Credit Risk

AAA

DEFINITION of 'Credit Risk'

The risk of loss of principal or loss of a financial reward stemming from a borrower's failure to repay a loan or otherwise meet a contractual obligation. Credit risk arises whenever a borrower is expecting to use future cash flows to pay a current debt. Investors are compensated for assuming credit risk by way of interest payments from the borrower or issuer of a debt obligation.

Credit risk is closely tied to the potential return of an investment, the most notable being that the yields on bonds correlate strongly to their perceived credit risk.

INVESTOPEDIA EXPLAINS 'Credit Risk'

The higher the perceived credit risk, the higher the rate of interest that investors will demand for lending their capital. Credit risks are calculated based on the borrowers' overall ability to repay. This calculation includes the borrowers' collateral assets, revenue-generating ability and taxing authority (such as for government and municipal bonds).

Credit risks are a vital component of fixed-income investing, which is why ratings agencies such as S&P, Moody's and Fitch evaluate the credit risks of thousands of corporate issuers and municipalities on an ongoing basis.

RELATED TERMS
  1. Allowance For Credit Losses

    An estimation of the debt that a company is unlikely to recover. ...
  2. Financing Squeeze

    A situation in which would-be borrowers find it difficult to ...
  3. Credit Cliff

    A slang term referring to the compounding of a company's credit ...
  4. Bond Rating

    A grade given to bonds that indicates their credit quality. Private ...
  5. Settlement Risk

    The risk that one party will fail to deliver the terms of a contract ...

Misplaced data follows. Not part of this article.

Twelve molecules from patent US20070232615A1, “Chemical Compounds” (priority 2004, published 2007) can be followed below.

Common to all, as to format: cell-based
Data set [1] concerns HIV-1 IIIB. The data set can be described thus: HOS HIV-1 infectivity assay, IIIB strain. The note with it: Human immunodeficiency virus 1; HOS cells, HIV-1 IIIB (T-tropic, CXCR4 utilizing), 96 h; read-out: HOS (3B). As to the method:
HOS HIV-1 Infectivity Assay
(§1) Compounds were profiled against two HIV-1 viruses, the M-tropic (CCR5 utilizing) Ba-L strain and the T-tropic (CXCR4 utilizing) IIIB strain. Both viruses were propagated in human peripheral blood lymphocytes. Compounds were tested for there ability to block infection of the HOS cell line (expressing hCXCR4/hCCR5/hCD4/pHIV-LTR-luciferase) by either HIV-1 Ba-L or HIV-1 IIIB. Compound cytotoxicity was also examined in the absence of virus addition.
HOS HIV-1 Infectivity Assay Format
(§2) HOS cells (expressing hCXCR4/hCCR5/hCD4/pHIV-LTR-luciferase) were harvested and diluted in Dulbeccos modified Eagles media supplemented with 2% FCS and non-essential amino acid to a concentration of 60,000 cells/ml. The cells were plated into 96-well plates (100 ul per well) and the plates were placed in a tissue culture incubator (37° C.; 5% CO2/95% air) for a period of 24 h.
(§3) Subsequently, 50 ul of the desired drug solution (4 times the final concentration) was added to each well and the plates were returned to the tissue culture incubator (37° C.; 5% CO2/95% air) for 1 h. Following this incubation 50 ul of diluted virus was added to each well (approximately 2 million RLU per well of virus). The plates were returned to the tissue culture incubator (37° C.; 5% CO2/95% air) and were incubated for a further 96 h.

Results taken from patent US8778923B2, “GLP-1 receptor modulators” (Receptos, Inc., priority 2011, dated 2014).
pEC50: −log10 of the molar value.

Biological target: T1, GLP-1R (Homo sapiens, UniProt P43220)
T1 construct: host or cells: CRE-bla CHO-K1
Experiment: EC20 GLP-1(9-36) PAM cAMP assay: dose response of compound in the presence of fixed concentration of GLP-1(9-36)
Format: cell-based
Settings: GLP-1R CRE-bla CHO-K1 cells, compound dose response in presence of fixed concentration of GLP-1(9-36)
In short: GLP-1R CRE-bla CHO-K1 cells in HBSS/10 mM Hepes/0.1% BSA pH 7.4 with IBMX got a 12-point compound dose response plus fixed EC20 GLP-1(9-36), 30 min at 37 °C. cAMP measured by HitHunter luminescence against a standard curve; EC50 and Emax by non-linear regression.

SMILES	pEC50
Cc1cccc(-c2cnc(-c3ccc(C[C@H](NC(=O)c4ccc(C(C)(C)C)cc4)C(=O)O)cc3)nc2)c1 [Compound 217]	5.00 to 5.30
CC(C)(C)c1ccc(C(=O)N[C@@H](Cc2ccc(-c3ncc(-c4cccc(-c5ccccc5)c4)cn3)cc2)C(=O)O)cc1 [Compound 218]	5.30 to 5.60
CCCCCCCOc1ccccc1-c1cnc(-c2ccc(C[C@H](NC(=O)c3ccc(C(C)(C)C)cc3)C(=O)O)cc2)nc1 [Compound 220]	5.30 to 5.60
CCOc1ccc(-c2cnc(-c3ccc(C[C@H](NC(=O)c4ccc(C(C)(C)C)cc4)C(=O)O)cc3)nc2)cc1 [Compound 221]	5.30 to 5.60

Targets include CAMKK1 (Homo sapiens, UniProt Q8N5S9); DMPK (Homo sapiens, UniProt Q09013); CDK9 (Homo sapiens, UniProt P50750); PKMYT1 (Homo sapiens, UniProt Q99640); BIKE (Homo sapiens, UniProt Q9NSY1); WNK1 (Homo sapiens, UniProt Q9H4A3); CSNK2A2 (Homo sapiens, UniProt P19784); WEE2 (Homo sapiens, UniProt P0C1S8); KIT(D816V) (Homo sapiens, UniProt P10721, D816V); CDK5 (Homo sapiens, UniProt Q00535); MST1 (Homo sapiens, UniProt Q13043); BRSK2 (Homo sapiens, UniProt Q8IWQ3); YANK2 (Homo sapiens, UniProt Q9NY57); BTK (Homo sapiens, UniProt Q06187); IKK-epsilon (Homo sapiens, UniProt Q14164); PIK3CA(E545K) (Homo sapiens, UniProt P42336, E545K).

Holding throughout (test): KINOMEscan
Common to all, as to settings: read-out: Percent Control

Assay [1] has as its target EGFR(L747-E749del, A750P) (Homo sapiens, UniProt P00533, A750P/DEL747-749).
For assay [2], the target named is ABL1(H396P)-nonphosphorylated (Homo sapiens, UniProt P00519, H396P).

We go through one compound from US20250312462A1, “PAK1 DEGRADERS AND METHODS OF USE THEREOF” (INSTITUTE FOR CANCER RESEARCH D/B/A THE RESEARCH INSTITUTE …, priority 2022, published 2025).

6. Central Counterparty Clearing House ...

    An organization that exists in various European countries that ...
Related Articles
  1. Active Trading Fundamentals

    What is liquidity risk?

    Learn how to distinguish between the two broad types of financial liquidity risk: funding liquidity risk and market liquidity risk.
  2. Bonds & Fixed Income

    Six Biggest Bond Risks

    Don't assume that you can't lose money in this market - you can. Find out how.
  3. Investing Basics

    What Is A Corporate Credit Rating?

    Is the bond you're buying investment grade, or just junk? Find out how to check the score.
  4. Bonds & Fixed Income

    Corporate Bonds: An Introduction To Credit Risk

    Corporate bonds offer higher yields, but it's important to evaluate the extra risk involved before you buy.
  5. Credit & Loans

    The Importance Of Your Credit Rating

    A great starting point for learning what a credit score is, how it is calculated and why it is so important.
  6. Insurance

    Basel II Accord To Guard Against Financial Shocks

    Problems with the original accord became evident during the subprime crisis in 2007.
  7. Mutual Funds & ETFs

    ETN Credit Risk May Outweigh Benefits For Some

    Exchange-traded notes have many benefits, but they may not be suited to risk-averse investors.
  8. Bonds & Fixed Income

    How does preferred stock differ from company issued bonds?

    Discover the primary differences between preferred stock and corporate bonds, two income-generating investment vehicles issued by certain companies.
  9. Mutual Funds & ETFs

    How much of my total assets should I be keeping in my money market account?

    Investing a portion of total assets in a cash position such as a money market account provides investors access to funds in the case of an emergency.
  10. Bonds & Fixed Income

    What is the difference between yield to maturity and the yield to call?

    Determining various the various yields that callable bonds can provide investors is an important factor in the bond purchasing process.

You May Also Like

Hot Definitions
  1. Weather Insurance

    A type of protection against a financial loss that may be incurred because of rain, snow, storms, wind, fog, undesirable ...
  2. Portfolio Turnover

    A measure of how frequently assets within a fund are bought and sold by the managers. Portfolio turnover is calculated by ...
  3. Commercial Paper

    An unsecured, short-term debt instrument issued by a corporation, typically for the financing of accounts receivable, inventories ...
  4. Federal Funds Rate

    The interest rate at which a depository institution lends funds maintained at the Federal Reserve to another depository institution ...
  5. Fixed Asset

    A long-term tangible piece of property that a firm owns and uses in the production of its income and is not expected to be ...
  6. Break-Even Analysis

    An analysis to determine the point at which revenue received equals the costs associated with receiving the revenue. Break-even ...
Trading Center